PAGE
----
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After Uvalde, Laguna Woods, and Buffalo

By Grant Oliphant, CEO

The Conrad Prebys Foundation

On the evening of October 27, 2018, I gathered alongside thousands of other mourners in the heart of Pittsburgh’s Squirrel Hill neighborhood. That morning a gunman had walked into the synagogue known as Tree of Life and massacred eleven worshippers, ripping apart our community’s sense of safety and oneness. This was literally Mister Rogers’ neighborhood, the place where Fred lived when he taught generations of Americans about the value and essence of human kindness.

We had been called together by a group of teenagers who wanted to do something positive and real in the wake of the shootings. People in the crowd lit candles handed out by the Presbyterian church at the corner. We spoke to each other in hushed tones, wept and hugged, expressed rage and grief, and listened as the students offered Jewish prayers and blessings. Afterwards, we dispersed slowly, reluctant to let go of each other in this moment when community had taken on a whole new meaning.

It is becoming impossible to know what to do or say in the wake of yet another shooting—now the slaughter of young children and their teachers in Uvalde, so quickly on the heels of the tragedies in Laguna Woods and Buffalo. The mind struggles to comprehend such evil. It also struggles to understand the seemingly endless inaction of adults. We say we love our children, but love is about deeds, not words. If we thought of these victims as our own children, as our own loved ones (and what we all secretly know is that next time, they might be), what wouldn’t we do, what wouldn’t we try, to spare them?

I have nothing useful to add to that conversation beyond acknowledging that we are also citizens, and that the work of citizens often feels futile until, finally, one day, it doesn’t. Instead, I just want to say something to the people whose work we are privileged to support, and to everyone who wakes up every morning intent on working to build a better, more caring, more understanding, and more inclusive place for all of us. From our conversations, I know that many of you feel, as I do, crushed by this moment, unable to fathom a way forward.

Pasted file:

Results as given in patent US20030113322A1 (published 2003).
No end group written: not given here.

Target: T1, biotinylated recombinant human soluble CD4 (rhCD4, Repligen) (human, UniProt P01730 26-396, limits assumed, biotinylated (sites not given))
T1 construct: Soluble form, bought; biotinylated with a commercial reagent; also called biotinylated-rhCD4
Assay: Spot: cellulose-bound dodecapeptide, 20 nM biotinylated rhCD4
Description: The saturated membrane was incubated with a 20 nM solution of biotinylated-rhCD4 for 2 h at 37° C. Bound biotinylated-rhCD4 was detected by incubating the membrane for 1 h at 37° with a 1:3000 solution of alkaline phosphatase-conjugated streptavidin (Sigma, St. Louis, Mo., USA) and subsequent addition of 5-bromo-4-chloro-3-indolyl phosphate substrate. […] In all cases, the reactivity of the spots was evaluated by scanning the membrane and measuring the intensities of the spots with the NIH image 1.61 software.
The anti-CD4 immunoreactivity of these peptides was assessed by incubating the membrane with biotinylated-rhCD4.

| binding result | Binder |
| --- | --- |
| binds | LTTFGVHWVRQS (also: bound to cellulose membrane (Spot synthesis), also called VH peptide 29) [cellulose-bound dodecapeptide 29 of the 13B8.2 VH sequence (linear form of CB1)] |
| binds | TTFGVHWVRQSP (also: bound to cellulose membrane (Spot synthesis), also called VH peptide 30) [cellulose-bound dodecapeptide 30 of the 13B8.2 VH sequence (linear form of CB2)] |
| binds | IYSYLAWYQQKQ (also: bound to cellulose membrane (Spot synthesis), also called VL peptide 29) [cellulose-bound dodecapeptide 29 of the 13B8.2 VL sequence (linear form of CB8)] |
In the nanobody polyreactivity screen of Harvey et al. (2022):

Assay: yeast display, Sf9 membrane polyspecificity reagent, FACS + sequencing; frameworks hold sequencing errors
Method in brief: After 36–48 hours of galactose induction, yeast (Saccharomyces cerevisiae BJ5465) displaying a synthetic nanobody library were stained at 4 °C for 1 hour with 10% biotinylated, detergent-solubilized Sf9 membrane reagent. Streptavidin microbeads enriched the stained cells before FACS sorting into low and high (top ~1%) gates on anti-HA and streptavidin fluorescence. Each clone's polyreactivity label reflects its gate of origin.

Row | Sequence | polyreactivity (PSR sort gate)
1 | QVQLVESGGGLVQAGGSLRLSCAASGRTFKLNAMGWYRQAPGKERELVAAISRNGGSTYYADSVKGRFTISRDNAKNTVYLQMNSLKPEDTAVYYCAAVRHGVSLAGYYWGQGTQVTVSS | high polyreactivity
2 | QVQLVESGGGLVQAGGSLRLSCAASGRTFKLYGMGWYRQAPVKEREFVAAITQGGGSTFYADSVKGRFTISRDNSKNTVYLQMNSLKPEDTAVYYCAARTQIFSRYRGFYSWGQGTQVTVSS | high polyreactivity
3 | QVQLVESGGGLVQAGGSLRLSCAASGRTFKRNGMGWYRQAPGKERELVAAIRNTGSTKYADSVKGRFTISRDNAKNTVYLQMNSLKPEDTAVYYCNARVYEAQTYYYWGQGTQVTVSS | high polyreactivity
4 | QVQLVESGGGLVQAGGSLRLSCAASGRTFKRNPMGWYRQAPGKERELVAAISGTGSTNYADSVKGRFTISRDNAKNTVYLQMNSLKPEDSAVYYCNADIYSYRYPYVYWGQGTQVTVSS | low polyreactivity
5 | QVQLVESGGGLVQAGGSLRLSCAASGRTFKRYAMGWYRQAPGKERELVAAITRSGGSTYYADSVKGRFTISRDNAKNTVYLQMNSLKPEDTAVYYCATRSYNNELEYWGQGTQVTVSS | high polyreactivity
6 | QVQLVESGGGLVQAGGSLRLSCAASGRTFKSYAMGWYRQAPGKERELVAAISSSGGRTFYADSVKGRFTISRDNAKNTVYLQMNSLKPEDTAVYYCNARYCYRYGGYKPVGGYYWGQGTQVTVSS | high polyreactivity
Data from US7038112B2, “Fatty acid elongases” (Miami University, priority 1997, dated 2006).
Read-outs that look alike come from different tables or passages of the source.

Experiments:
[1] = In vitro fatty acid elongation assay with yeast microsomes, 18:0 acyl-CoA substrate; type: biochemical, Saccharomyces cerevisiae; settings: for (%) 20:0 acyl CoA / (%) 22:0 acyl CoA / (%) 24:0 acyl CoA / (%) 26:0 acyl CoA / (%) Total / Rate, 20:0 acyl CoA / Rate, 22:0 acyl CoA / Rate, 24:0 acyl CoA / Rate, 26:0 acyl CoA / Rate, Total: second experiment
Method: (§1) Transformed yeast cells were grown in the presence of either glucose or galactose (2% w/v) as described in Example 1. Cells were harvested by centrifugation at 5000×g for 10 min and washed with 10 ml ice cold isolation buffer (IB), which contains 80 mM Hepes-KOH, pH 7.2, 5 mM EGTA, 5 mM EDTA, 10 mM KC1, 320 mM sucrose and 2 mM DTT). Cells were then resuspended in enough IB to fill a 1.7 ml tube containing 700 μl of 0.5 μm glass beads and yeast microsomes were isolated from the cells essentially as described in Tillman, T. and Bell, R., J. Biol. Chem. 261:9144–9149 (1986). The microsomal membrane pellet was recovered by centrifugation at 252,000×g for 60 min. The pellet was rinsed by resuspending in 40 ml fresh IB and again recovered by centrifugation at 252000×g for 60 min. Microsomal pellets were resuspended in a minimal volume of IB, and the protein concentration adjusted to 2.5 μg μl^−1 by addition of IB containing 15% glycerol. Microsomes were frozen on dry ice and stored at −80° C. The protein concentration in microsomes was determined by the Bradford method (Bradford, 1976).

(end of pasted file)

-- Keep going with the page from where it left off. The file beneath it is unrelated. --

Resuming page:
But here’s what I hope you will know and hold onto: In so many ways, you are the way forward. The work you do is the way forward.

After the massacre at Tree of Life, something deeply powerful happened. The head of Pittsburgh’s Islamic Center began raising money and awareness for the victims’ families. Faith leaders of all types stepped in with offers of help. Leaders in the Black community, who had endured so much violence themselves, reached out to stand by their Jewish brothers and sisters. Nonprofits offered food, art, childcare, counseling. The Center for Loving Kindness, a Jewish organization with a Buddhist-sounding name whose mission was rooted in faith but about building beloved community across the spectrum of our society, launched a program of dialogue and learning connected with opportunities for action.

The community was stitched back together, made stronger along the seams, by countless acts of courage and kindness, some of which were about the massacre, some of which appeared to be completely unrelated. All of them mattered.

No one of us holds a magical cure to fix what’s broken in our society that allows these killings to happen and to continue. But collectively we do hold the secret to one day ending them, which is, day by day, loving act by fiercely loving act, in a mosaic built from the infinite pieces of our shattered hearts, to build the sort of community in which such violence is unthinkable and intolerable.

You do that. In just two months in my new hometown, I have already met and been humbled by so many of you—working to help children learn and grow, to offer housing and dignity to those deprived of both, to build awareness across cultures, to help us see the suffering and beauty of others, to tackle oppression, to create real opportunities for all of us to belong and contribute, to cure disease and promote healing, to tell stories of hope and possibility, to bring us into community.

From my friends in Jewish philanthropy, I learned decades ago the concept of Tikkun Olam, the idea that we have an obligation, each of us in our own small way, to repair the world. Behind that concept lies a beautiful story (which I first heard from Dr. Rachel Naomi Remen on Krista Tippet’s On Being podcast) of how God’s light, which created the world, was broken and scattered across time and space, and that our task—no one’s alone but ours nonetheless—is to collect the light and piece it back together.

In times of darkness, it is hard to imagine the light. But it is also essential to remember that we are the light, and that the work continues.

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